Lyrical Chinese | Adventures in Learning Chinese Lyrical Chinese Search Primary Menu Skip to content About Search for: lyrics Frozen – Let It Go – 随它吧 September 27, 2014 Charles Leave a comment The lyrics in Mandarin Chinese to this popular Disney song. Listen to it on YouTube here and follow along. 白雪发亮 铺满我的过往 没有脚印的地方 孤立国度很荒凉 我是这里的女皇 漫天飞霜 像心里的风暴一样 只有天知道 我受过的伤 不让别人进来看见 做我自己就像我的从前 不在现实梦境之间 不被发现 随它吧 随它吧 回头已没有办法 随它吧 随它吧 一转身不再牵挂 悬崖上 让我留下 随它吧 随它吧 反正冰天雪地我也不怕 留一点点的距离 让我跟世界分离 曾经困扰我的恐惧 消失在我回忆 夜里冰冷的空气 我终于能呼吸 我留下自己的过去 抹掉眼泪的痕迹 随它吧 随它吧 回头已没有办法 随它吧 随它吧 一转身不再牵挂 悬崖上 让我留下 随它吧 随它吧 反正冰天雪地我也不怕 封闭生活 我生命的选择 别再找我 过去已经离开我 风雪已淹没 随它吧 随它吧 回头已没有办法 随它吧 随它吧 一转身不再牵挂 悬崖上 让我留下 随它吧 随它吧 反正冰天雪地我也不怕 na na na… 随它吧na na na… yeah… na na na… 随它吧随它吧 Resources Peppa Pig – 珮珮猪 September 19, 2014 Charles Leave a comment Peppa Pig is a British preschool animated television series. The episodes are short – typically about five minutes long. A lot of them have been translated to Chinese and are available on YouTube. These videos are great for practice at the beginning-intermediate level. I’ve linked to a couple of them a the end of this article, but a search on YouTube for “Peppa Pig Mandarin” will easily find them. You may also find them with a search for 粉紅豬 I’m a little curious as to why 粉紅豬, since it literally means pink pig, which isn’t particularly unique. And Peppa Pig is called 珮珮猪 (peipei zhu) in the Mandarin version, so 珮珮猪 seems like a better name to me, but what do I know. Anyway, there is lots of simple language, and lots of repitition and they should be very helpful to help drill in the basics and expand your vocabulary. I will post transcriptions of some in the future. Here are some links: – 粉紅豬小妹中英文版第27集樂器演奏 Peppa Pig Musical Instruments Mandarin & English – 粉紅豬小妹中英文版第46集露營 Peppa Pig Camping Mandarin&English – 粉紅豬小妹中英文版第48集化裝舞會Peppa Pig Fancy Dress Party Mandarin & English Chinese Language Overview Whats the Difference between Japanese and Chinese? September 17, 2014 Charles Leave a comment It might be helpful to give a quick overview the differences between Chinese and Japanese – just about everything. The only thing that Japanese and Chinese really share in common is a bunch of words that Japanese borrowed from Chinese and still writes using Chinese characters. Unlike Chinese which is written purely in Kanji, much of Japanese is written in phonetic characters. Kanji is the Japanese pronunciation of the Japanese word 漢字, which is a direct borrow from traditional Chinese and means Chinese characters in both languages. The phonetic characters are the Katakana and the Hiragana. The Katakana look like this: ア イ ウ エ オ カ キ ク ケ コ サ シ ス セ ソ タ チ ツ テ ト ナ ニ ヌ ネ ノ ハ ヒ フ ヘ ホ マ ミ ム メ モ ヤ ユ ヨ ラ リ ル レ ロ ワ ヰ ヱ ヲ And the Hirigana look like this: あ い う え お か き く け こ さ し す せ そ た ち つ て と な に ぬ ね の は ひ ふ へ ほ ま み む め も や ゆ よ ら り る れ ろ わ ゐ ゑ を The two character sets both cover the same set of sounds. That is, for any Katakana there is a corresponding Hirigana with the same sound. What does this have to do with Chinese? Nothing!! But now you know and you should be able to easily tell the difference. If you learn a lot of Chinese characters, you may be able to guess at the meaning of a lot of things in Japanese when its written with Kanji, but the grammar and pronunciation is entirely different. Chinese Language Overview Enjoy Music – Learn Chinese September 16, 2014 Charles Leave a comment When I started this site, I called it lyrical Chinese because my intention was to help people learn Chinese by listening to music. Its a technique that has worked well for me and I want to share it. Yesterday, I posted a set of lyrics from a Jay Chou song – 听妈妈的话 – “Listen to what your mother says.” Jay Chou is very popular in China and as I remember, this song was quite popular. I have included a link to to buy it on Amazon. You can download the track for $0.99. (At some point, the link may be an affiliate link for which I get a commission. If it bothers you that I might make some money off it, just go search it on Amazon.) Try listening to the song and following along. You probably need to know at least 100 characters before this will work. But if you know 100-200 characters, you will probably be ably to keep your self in sync with the lyrics. There are a few things you will need to learn here. At the beginning of the lyrics are two lines: 作词:周杰伦 作曲:周杰伦 You need to know 作 – which means to do or to make. You also need to know 词 and 曲. 词 refers to the words and 曲 refers to the music. So 作词 is the person who wrote the words and 作曲 is the person who wrote the music. 周杰伦 is Jay Chou’s name in Chinese. You won’t hear these two lines in the song, because they aren’t part of the song. They simply indicate that the words and the music were both written by Jay Chou. Another word you’ll probably want to learn is 歌词. 歌 means song and 词 as you saw above means words or lyrics. so 歌词 means the song lyrics. If you roughly know the title of a song, or even a few characters from a line from the song, if you use Google to search for those and add 歌词 to the search, you will likely find the lyrics to the song. So, for example, try a Google search for “听妈妈的话 歌词” and you will probably find the lyrics that I have provided in my previous post. If you have a market or store near you that sells Chinese CD’s, you can buy them, look up the lyrics and practice by listening and reading the lyrics. This will help you learn lots of words easily. If not, I will be posting links to songs and the lyrics for them, and you can download them and listen while using the lyrics I provide. Jay Chou Ting Ma Ma De Hua – 听妈妈的话 September 15, 2014 Charles 1 Comment 作词:周杰伦 作曲:周杰伦 小朋友你是否有很多问号 为什么 别人在那看漫画 我却在学画画 对着钢琴说话 别人在玩游戏 我却靠在墙壁背我的ABC 我说我要一台大大的飞机 但却得到一台旧旧录音机 为什么要听妈妈的话 长大后你就会开始懂了这段话 长大后我开始明白 为什么我跑得比别人快 飞得比别人高 将来大家看的都是我画的漫画 大家唱的都是我写的歌 妈妈的辛苦不让你看见 温暖的食谱在她心里面 有空就多多握握她的手 把手牵着一起梦游 听妈妈的话 别让她受伤 想快快长大 才能保护她 美丽的白发 幸福中发芽 天使的魔法 温暖中慈祥 在你的未来 音乐是你的王牌 拿王牌谈个恋爱 唉!我不想把你教坏 还是听妈妈的话吧 晚点再恋爱吧 我知道你未来的路 但妈比我更清楚 你会开始学其他同学在书包写东写西 但我建议最好写妈妈我会用功读书 用功读书 怎么会从我嘴巴说出 不想你输 所以要叫你用功读书 妈妈织给你的毛衣 你要好好的收著 因为母亲节到时 我要告诉她我还留着 对了 我会遇到周润发 所以你可以跟同学炫耀赌神未来是你爸爸 我找不到童年写的情书 你写完不要送人 因为过两天你会在操场上捡到 你会开始喜欢上流行歌 因为张学友开始准备唱吻别 听妈妈的话 别让她受伤 想快快长大 才能保护她 美丽的白发 幸福中发芽 天使的魔法 温暖中慈祥 听妈妈的话 别让她受伤 想快快长大 才能保护她 Buy the music on Amazon Jay Chou – Ting Ma Ma Chinese Language Overview Simplified vs. Traditional Chinese Characters September 12, 2014 Charles Leave a comment If you are just started learning Chinese, you might not realize that the are two different sets of characters – one called Traditional Characters (繁体字 in Simplified Chinese, 繁體字 in TraditionalChinese) and the other called Simplified Characters (简体字 in Simplified Chinese, 簡體字 in Simplified Chinese) Simplified Characters are used in Mainland China. Traditional Characters are used in most Chinese speaking countries and communities outside of China. Many will argue that the meaning of the Chinese charaters is lost in the simplified form. People from mainland China will often tell you that the Traditional Characters are much harder to learn. As an example, the traditional character 門 which means door in English is written 门 in simplified form. The shape of a door is much clearer in the simplified character and perhaps that even aids in memory. On the other had, it takes only three strokes to write the simplified form and eight to write the traditional form. I tend to agree that the Traditional Characters are harder to learn. But I agree they carry more meaning in the pictogram and that they are, in general, more beautiful and more balanced. On this website, I have chosen to use simplified characters because there are far more websites available using the simplified character and more material available for learning. When you learn Chinese reasonably well, you will likely be able to recognize the traditional characters from context and from a knowledge of how the characters are often changed. What do you think? Do you have a preference for which style of characters you learn? Which do you think are more beautiful? P.S. If you answered, “I think these characters are a real pain in the a**!!”, you might want to switch to learning French. Chinese Language Overview What About All Those Tones? September 11, 2014 Charles Leave a comment When I first started learning Chinese, everything I read made a big deal about how Chinese is a tonal language and how important the tones are to the meaning. Its true to some degree. For example: 栗子 (chestnuts) and 李子 (plums) without tones are both pronounced lizi. The two words can be distinguished only by the tone of the first character. Another example is 买 (buy) and 卖 (sell) both of which are pronounced mai but with different tones. So, the tones are really important, right? Wrong. In reality characters rarely appear alone. So, 买 will more likely appear as 购买 or in some other combination. That, coupled with the sense of the words around them will make it clear which word you mean. For example, lets use lizi, described above in place of the English words in two sentences: I love to roast lizi. The best thing about lizi is how juicy and sweet they are. Which lizi is being used in each sentence? I think its pretty clear that the first is about 栗子 (chestnuts) and the second is about 李子 (plums). So, you don’t have to make yourself crazy trying to get all the tones perfect. Its impossible anyway, it will take you at least a year of studying Chinese before the tones become clear to you. And, you will be understood even if you butcher the tones completely, so long as you get the sound of the words right. Why do you even need to learn the tones at all then? Its simple, you know the poeple whose foreign accent you laugh at or have to struggle a bit to figure out exactly what they’re trying to say? You can understand them, but it takes more work and they sound funny. Chinese are using to hearing the words pronounced a certain way, if you don’t pronounce the tones right, you will sound strange and be hard to understand, but you will still be able to get your point across. The more and more you listen to Chinese the clearer the tones will become to you and you will start hearing where you pronounce things wrong and be able to correct in. But don’t let trying to get the tones perfect or even close stop you from building vocabulary. Once you build enough vocabulary and get practice listening, you will naturally hear where your tones are wrong and begin to correct it. Good luck in your studies. I’d love to hear your thoughts about this. Please leave me a comment below if you have the time. Chinese Language Overview Immerse Yourself September 10, 2014 Charles 1 Comment When you want to learn a foreign language (and I’ve learned several – not mastered, but learned them well enough to communicate with the locals), its very important to tune your ear. If you listen enough, your brain starts to filter out the noise and tune into the important sounds. Just google Chinese Internet Radio and you will find lots of sources of Chinese talk and music to help you practice your ear. I find music the easiest to listed to. Just turn it on, enjoy and don’t worry about what it means. Here are just a few that I found: Live 365 – All Chinese Hits lovechina.rad.io Chinese Golden Oldies If you are just starting out, you might have to be a bit careful to make sure you get a station that is really playing Mandarin. After learning even about 100 characters, you should have little trouble knowing that you are listening to Mandarin and not Cantonese or another language or dialect. The internet is changing fast. Stations may come and go. But if you try, you’ll be able to locate something that is easy to listen to and helps you train your ear. Please, leave me your comments about what you were able to find and if it helps you hear the sounds of the language better. Chinese Language Overview Chinese Words vs. Chinese Characters September 9, 2014 Charles Leave a comment When you first start to learn Chinese, you have the sense that every character has a meaning. For example, 东 means east and 西 means west. Easy!! Then you come across 东西 which means “things” or “stuff” and have to figure out how the combination of “east” and “west” can mean “stuff”. Its better to think of Chinese characters as sound units which generally correspond to a morpheme – a sub-meaning unit. An example in English would be the “bi” in bicycle, biplane, and bilateral. The “bi” would be written with one character in Chinese. Of course, “buy” as in buyer has the same sound, but different meaning and so the sound would be written with a different character in those words. Additionally, Chinese often build words using ellipsis from longer phrases and also from entire stories in the case of Chinese idioms. For example – Beijing University – 北京大学 – may be simplified using ellipsis to 北大. This will lead character dictionaries to say that 北 has “beijing” as one of its meaning senses in addition to the common meaning “north” Also, several characters may be put together to represent a foreign word phonetically. In this case the characters have no real meaning (but often, especially in the business context, they may try to pick characters whose meanings do reflect something about the business) A good example of the latter is 家乐福 – the Chinese name for the French company Carrefour. “Jia Le Fu” is a reasonable translitteration of the sound of the French name. But the sense of the characters “home happy fortune” also gives the name a positive sense. In summary, its useful to get a sense of a Chinese character’s general sense as it will be helpful to guess the meaning of previously unseen combinations of the character. Just remember that characters are most often not words. Thoughts Hello, World!! September 8, 2014 Charles Leave a comment As is customary with new programmers in any language, the first thing to write is a program that prints out “Hello, World!!” Now, I know Chinese isn’t a programming language, but since that’s where a lot of my background is, here it is; 你好, 世界!! I’ve already learned how to speak and read (and even type) quite a bit of Chinese. But I decided that, in order to motivate myself, it was time for a Julie & Julia kind of push. To share what I know and to find new things to share. 365 days of teaching Chinese. After all, to teach is to learn twice. So…… Here goes!! Adventures in Learning Chinese Search for: Recent Posts Frozen – Let It Go – 随它吧 Peppa Pig – 珮珮猪 Whats the Difference between Japanese and Chinese? Enjoy Music – Learn Chinese Ting Ma Ma De Hua – 听妈妈的话 Recent Comments Enjoy Music – Learn Chinese | Lyrical Chinese on Ting Ma Ma De Hua – 听妈妈的话 What About All Those Tones? | Lyrical Chinese on Immerse Yourself Archives September 2014 Categories Chinese Language Overview Jay Chou lyrics Resources Thoughts Meta Log in Entries RSS Comments RSS WordPress.org Proudly powered by WordPress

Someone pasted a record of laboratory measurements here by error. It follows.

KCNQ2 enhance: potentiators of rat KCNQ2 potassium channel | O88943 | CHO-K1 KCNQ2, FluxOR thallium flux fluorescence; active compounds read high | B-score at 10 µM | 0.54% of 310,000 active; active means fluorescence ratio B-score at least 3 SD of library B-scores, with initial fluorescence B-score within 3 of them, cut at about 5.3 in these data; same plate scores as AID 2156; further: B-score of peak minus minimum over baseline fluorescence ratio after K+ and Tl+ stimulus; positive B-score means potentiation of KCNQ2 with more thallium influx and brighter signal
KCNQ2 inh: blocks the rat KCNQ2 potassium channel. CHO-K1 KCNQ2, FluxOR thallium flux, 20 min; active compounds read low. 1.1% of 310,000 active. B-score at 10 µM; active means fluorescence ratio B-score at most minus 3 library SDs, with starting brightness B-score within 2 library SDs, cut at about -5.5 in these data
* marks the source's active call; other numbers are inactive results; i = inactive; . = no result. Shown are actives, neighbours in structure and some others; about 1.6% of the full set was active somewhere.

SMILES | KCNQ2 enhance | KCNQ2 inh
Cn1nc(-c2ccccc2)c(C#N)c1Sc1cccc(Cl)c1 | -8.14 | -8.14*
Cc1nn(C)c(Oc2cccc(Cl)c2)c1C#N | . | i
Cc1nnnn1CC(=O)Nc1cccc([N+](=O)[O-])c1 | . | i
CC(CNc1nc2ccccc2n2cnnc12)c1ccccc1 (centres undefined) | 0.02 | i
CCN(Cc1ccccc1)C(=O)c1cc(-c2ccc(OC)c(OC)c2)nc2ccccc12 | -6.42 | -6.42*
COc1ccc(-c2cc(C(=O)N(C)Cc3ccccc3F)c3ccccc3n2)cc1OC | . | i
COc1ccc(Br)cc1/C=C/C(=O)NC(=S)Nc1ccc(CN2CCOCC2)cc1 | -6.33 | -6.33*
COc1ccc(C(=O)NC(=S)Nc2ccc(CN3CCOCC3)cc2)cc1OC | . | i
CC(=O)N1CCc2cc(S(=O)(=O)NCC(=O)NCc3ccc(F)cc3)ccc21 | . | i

lyricalchinese.com Whois

Domain Name: LYRICALCHINESE.COM
Registrar URL: http://www.wildwestdomains.com
Registrant Name: Charles Larson
Registrant Organization:
Name Server: NS1.DREAMHOST.COM
Name Server: NS2.DREAMHOST.COM
Name Server: NS3.DREAMHOST.COM
DNSSEC: unsigned
For complete domain details go to:
http://who.securepaynet.net/whoischeck.aspx?domain=LYRICALCHINESE.COM&prog_id=415677
The data contained in this Registrar's Whois database,
while believed by the registrar to be reliable, is provided "as is"
with no guarantee or warranties regarding its accuracy. This information
is provided for the sole purpose of assisting you in obtaining
information about domain name registration records. Any use of
this data for any other purpose is expressly forbidden without
the prior written permission of this registrar. By submitting an
inquiry, you agree to these terms of usage and limitations of warranty.
In particular, you agree not to use this data to allow, enable, or
otherwise make possible, dissemination or collection of this data, in
part or in its entirety, for any purpose, such as the transmission of
unsolicited advertising and solicitations of any kind, including spam.
You further agree not to use this data to enable high volume, automated
or robotic electronic processes designed to collect or compile this data
for any purpose, including mining this data for your own personal or
commercial purposes.
Please note: the owner of the domain name is specified in the "registrant" section.
In most cases, the Registrar is not the owner of domain names listed in this database